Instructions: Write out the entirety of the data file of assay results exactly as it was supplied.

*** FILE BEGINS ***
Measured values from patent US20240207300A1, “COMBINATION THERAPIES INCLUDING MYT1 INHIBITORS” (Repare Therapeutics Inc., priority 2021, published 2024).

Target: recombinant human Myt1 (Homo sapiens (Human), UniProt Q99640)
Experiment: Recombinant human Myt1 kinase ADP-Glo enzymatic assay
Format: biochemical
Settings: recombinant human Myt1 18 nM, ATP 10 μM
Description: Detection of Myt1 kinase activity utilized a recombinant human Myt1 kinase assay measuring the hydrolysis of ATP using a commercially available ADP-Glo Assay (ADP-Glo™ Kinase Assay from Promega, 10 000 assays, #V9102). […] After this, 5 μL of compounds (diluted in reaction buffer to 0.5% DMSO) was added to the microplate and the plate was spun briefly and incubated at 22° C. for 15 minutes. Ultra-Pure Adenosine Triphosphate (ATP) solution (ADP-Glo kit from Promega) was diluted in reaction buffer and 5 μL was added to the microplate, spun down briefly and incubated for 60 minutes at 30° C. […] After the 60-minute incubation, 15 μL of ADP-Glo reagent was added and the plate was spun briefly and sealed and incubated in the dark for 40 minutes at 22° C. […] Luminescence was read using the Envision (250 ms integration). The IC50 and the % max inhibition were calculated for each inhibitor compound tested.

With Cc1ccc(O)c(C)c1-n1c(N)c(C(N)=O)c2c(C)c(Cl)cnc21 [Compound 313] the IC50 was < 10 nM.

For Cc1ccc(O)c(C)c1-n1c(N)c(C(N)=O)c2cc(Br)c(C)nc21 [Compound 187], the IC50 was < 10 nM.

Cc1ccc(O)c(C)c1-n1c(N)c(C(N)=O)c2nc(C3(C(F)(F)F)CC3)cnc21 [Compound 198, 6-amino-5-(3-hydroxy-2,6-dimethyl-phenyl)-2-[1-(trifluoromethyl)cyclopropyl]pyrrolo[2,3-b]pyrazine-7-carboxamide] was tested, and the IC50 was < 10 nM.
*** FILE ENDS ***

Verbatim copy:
Measured values from patent US20240207300A1, “COMBINATION THERAPIES INCLUDING MYT1 INHIBITORS” (Repare Therapeutics Inc., priority 2021, published 2024).

Target: recombinant human Myt1 (Homo sapiens (Human), UniProt Q99640)
Experiment: Recombinant human Myt1 kinase ADP-Glo enzymatic assay
Format: biochemical
Settings: recombinant human Myt1 18 nM, ATP 10 μM
Description: Detection of Myt1 kinase activity utilized a recombinant human Myt1 kinase assay measuring the hydrolysis of ATP using a commercially available ADP-Glo Assay (ADP-Glo™ Kinase Assay from Promega, 10 000 assays, #V9102). […] After this, 5 μL of compounds (diluted in reaction buffer to 0.5% DMSO) was added to the microplate and the plate was spun briefly and incubated at 22° C. for 15 minutes. Ultra-Pure Adenosine Triphosphate (ATP) solution (ADP-Glo kit from Promega) was diluted in reaction buffer and 5 μL was added to the microplate, spun down briefly and incubated for 60 minutes at 30° C. […] After the 60-minute incubation, 15 μL of ADP-Glo reagent was added and the plate was spun briefly and sealed and incubated in the dark for 40 minutes at 22° C. […] Luminescence was read using the Envision (250 ms integration). The IC50 and the % max inhibition were calculated for each inhibitor compound tested.

With Cc1ccc(O)c(C)c1-n1c(N)c(C(N)=O)c2c(C)c(Cl)cnc21 [Compound 313] the IC50 was < 10 nM.

For Cc1ccc(O)c(C)c1-n1c(N)c(C(N)=O)c2cc(Br)c(C)nc21 [Compound 187], the IC50 was < 10 nM.

Cc1ccc(O)c(C)c1-n1c(N)c(C(N)=O)c2nc(C3(C(F)(F)F)CC3)cnc21 [Compound 198, 6-amino-5-(3-hydroxy-2,6-dimethyl-phenyl)-2-[1-(trifluoromethyl)cyclopropyl]pyrrolo[2,3-b]pyrazine-7-carboxamide] was tested, and the IC50 was < 10 nM.